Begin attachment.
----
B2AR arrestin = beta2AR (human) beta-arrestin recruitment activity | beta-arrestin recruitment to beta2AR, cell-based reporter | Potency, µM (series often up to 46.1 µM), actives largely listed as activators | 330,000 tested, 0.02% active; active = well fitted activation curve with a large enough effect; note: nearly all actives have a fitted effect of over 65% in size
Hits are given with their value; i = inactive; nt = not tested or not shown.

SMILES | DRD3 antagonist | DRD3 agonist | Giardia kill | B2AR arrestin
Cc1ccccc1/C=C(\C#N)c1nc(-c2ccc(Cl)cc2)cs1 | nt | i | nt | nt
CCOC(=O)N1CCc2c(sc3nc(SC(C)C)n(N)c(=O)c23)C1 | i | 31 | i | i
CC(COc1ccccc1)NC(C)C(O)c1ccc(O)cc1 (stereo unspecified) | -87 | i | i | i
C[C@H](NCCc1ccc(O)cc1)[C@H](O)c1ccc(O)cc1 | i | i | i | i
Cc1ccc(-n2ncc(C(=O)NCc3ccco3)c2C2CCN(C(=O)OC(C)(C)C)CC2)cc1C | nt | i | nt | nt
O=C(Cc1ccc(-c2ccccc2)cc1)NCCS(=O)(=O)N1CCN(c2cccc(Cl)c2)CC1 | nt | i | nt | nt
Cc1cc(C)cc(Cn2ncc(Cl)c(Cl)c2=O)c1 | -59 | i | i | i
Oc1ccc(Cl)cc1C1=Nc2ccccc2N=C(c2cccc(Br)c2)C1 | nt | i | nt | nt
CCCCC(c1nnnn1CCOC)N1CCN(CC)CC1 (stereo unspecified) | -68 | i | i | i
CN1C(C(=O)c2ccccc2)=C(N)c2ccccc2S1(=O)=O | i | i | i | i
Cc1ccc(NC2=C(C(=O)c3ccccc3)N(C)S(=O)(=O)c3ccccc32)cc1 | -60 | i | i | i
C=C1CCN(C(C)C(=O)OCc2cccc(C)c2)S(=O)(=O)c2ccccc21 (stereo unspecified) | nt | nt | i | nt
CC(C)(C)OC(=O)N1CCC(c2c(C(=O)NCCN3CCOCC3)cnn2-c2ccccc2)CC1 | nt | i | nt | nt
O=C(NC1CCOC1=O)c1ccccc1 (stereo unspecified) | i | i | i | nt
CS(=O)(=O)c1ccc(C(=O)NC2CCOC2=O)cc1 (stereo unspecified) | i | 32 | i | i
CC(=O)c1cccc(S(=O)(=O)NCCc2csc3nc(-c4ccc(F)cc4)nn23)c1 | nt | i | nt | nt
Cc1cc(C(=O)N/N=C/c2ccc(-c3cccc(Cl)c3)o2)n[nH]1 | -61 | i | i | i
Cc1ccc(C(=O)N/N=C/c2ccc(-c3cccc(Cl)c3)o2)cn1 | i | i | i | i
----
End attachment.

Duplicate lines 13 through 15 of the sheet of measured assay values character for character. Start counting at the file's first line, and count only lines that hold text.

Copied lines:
CN1C(C(=O)c2ccccc2)=C(N)c2ccccc2S1(=O)=O | i | i | i | i
Cc1ccc(NC2=C(C(=O)c3ccccc3)N(C)S(=O)(=O)c3ccccc32)cc1 | -60 | i | i | i
C=C1CCN(C(C)C(=O)OCc2cccc(C)c2)S(=O)(=O)c2ccccc21 (stereo unspecified) | nt | nt | i | nt